Once an idea emerges from the backlog, it's subjected to a rigorous discovery phase. The question at this stage is simple but profound: Is this something worth doing? To answer it, I delve deep into research, gather data, and assess market dynamics. This critical evaluation ensures that the idea aligns with the project's overarching goals and vision. In this stage you’ll be talking to stakeholders, clients, and subject matter experts to better understand the problem. At the end of the discovery stage you should have a solid problem statement.
With a validated idea in hand, it's time to chart the course. The planning stage involves creating a comprehensive roadmap that outlines the necessary steps to transform the idea into a reality. I define the project scope, set clear goals, and establish a realistic timeline. This is where you would write your product requirements doc. You should have a rough idea of the proposed solution at this stage.
Design is where the blueprint for the product takes shape. This encompasses user interface (UI) and user experience (UX) design, ensuring that the software not only functions seamlessly but also looks and feels exceptional. User satisfaction starts here. For technical products this might include API design or technical architecture designs.
The development stage is where the real magic happens. Armed with a well-crafted design, the development team gets to work, coding and crafting the software. Agile methodologies guide the process, allowing for adaptability to changing requirements.
Post-development, it's time for rigorous analysis. Data is gathered, tests are conducted, and the software's performance is thoroughly assessed. Did it meet the initial goals and expectations? This phase provides invaluable insights for future decisions.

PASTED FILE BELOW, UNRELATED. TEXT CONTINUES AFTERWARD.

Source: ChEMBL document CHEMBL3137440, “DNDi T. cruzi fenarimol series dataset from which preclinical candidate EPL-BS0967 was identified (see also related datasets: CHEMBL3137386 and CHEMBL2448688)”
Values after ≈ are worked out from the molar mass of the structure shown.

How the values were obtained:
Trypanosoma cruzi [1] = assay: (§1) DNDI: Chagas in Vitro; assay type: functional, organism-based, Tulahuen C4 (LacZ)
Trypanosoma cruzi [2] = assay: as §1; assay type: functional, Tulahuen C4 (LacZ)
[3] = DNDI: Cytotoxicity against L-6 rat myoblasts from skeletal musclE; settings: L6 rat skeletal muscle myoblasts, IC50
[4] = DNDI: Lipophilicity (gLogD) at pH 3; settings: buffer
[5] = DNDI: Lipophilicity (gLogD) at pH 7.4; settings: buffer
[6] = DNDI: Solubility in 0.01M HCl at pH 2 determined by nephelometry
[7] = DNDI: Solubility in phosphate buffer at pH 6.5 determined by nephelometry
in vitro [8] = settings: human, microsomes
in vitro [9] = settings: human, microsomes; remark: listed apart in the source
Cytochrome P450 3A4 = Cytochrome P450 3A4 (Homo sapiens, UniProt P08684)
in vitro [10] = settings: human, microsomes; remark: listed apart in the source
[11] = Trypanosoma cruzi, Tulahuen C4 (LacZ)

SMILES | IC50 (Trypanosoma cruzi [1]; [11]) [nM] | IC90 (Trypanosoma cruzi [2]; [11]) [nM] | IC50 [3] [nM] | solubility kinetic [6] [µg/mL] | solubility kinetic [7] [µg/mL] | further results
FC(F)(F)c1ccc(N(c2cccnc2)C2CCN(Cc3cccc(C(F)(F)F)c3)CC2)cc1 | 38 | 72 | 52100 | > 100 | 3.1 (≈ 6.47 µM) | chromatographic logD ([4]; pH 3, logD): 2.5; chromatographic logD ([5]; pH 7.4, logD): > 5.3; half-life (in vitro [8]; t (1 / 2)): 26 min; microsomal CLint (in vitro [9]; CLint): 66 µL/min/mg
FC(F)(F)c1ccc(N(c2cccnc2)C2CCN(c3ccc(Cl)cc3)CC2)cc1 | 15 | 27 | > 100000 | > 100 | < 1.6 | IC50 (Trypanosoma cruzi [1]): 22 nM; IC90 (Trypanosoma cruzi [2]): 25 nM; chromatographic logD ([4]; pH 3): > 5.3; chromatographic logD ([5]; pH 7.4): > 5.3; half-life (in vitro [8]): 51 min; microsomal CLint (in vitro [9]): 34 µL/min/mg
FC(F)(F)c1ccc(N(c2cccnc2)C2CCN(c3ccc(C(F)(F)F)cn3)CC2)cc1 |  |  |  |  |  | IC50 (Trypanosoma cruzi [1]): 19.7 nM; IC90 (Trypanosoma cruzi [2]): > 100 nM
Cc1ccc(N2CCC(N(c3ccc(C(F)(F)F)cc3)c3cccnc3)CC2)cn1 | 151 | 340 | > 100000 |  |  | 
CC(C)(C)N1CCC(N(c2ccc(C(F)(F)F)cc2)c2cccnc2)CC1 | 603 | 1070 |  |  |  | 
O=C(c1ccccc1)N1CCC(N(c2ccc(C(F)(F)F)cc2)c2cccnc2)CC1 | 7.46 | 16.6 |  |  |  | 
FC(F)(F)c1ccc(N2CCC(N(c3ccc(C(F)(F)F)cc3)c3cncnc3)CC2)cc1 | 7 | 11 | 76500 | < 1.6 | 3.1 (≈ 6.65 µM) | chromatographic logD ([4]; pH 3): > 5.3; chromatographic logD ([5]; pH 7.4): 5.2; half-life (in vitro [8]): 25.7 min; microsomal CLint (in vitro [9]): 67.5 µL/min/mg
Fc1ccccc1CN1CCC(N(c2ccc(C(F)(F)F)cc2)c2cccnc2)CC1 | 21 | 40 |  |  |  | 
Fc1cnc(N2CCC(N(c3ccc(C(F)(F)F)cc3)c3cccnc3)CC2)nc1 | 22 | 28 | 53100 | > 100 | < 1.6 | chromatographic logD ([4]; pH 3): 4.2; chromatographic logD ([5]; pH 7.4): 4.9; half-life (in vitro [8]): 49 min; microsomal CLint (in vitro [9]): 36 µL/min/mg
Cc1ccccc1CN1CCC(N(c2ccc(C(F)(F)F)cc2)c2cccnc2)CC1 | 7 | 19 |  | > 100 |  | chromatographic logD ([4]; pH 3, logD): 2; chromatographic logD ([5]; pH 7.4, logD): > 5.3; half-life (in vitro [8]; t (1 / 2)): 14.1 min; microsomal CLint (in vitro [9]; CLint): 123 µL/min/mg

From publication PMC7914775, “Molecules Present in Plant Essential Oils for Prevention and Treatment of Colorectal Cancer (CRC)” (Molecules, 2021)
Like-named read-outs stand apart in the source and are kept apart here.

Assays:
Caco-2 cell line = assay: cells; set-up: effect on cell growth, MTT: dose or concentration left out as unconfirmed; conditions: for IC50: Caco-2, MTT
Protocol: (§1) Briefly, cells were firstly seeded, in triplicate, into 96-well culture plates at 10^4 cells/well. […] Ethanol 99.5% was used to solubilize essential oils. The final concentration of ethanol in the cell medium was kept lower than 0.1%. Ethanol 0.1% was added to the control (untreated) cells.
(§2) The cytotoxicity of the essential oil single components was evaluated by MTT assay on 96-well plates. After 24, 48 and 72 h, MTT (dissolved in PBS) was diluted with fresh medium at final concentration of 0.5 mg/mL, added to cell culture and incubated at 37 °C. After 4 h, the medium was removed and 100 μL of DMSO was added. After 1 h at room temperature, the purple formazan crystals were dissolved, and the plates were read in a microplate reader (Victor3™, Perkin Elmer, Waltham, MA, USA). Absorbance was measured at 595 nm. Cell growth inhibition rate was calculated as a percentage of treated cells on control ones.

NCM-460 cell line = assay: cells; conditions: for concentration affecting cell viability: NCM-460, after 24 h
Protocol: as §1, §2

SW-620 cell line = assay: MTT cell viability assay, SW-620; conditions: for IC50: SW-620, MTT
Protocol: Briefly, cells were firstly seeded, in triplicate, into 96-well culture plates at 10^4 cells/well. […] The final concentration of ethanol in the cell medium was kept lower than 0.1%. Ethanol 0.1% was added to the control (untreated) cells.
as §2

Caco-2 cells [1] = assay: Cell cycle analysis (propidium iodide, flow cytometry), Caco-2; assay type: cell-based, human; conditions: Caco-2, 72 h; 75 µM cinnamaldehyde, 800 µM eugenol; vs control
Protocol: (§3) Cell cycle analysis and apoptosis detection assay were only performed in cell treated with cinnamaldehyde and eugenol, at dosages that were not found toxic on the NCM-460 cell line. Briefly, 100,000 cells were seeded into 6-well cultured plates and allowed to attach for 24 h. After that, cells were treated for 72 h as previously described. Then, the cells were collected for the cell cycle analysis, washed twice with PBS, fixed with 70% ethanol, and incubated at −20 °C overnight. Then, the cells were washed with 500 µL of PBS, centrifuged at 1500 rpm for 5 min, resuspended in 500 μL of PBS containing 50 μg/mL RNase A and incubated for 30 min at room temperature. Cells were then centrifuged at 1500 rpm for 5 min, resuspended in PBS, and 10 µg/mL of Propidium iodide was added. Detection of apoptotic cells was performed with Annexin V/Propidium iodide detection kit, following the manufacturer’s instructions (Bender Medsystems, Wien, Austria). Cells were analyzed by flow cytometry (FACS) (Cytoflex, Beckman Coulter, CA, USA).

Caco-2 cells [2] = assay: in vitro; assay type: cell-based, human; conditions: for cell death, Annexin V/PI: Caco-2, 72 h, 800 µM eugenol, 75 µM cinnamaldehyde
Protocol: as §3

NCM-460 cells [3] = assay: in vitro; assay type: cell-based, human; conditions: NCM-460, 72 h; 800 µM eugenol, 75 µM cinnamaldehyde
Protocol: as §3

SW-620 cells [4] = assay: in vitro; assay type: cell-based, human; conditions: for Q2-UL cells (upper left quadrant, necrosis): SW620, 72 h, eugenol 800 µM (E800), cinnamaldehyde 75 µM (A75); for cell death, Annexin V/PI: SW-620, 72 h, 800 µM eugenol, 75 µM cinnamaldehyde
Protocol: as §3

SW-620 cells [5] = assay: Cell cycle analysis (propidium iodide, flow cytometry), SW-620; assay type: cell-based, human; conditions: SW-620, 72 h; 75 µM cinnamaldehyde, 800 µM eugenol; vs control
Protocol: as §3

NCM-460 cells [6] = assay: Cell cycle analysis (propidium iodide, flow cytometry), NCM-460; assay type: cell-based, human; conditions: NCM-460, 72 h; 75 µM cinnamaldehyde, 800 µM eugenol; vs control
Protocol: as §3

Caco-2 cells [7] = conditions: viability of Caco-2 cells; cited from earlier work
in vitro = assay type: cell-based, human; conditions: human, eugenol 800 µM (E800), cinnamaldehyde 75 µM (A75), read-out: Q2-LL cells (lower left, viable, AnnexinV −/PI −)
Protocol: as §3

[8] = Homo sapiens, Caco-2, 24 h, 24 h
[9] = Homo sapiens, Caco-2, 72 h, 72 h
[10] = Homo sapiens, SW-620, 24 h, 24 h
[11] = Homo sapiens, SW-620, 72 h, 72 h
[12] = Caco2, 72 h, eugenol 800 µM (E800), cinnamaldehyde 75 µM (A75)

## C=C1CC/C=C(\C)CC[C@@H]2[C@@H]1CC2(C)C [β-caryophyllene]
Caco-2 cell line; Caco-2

Retrospective - Did it achieve its goals?
After deployment, a retrospective is essential. Here, we reflect on the journey. Did the project achieve its goals? What worked well, and what could be improved for the next epic? It's a time for learning and growth.
Maintain - Ensure it continues to work as intended
Software isn't static; it evolves. The maintenance phase involves ongoing support, bug fixes, and updates to keep the software running smoothly and users satisfied. This includes continued analysis to ensure the feature continues to solve the problem.
The "Remove" stage, acknowledges that sometimes less is more. In this stage, we carefully evaluate and consider removing obsolete or redundant features to streamline the product, reduce complexity, and enhance the overall user experience.
In the dynamic world of software development, each epic journey is a unique adventure. By following these stages—from idea inception in the backlog to critical retrospectives and even the removal of unnecessary elements—we can navigate this ever-evolving landscape with confidence. It's a journey that requires adaptability, continuous learning, and a commitment to delivering exceptional software products. So, let's embrace these stages and embark on our next epic, knowing that success awaits those who navigate the path thoughtfully and skillfully. Happy coding, fellow adventurers! 🚀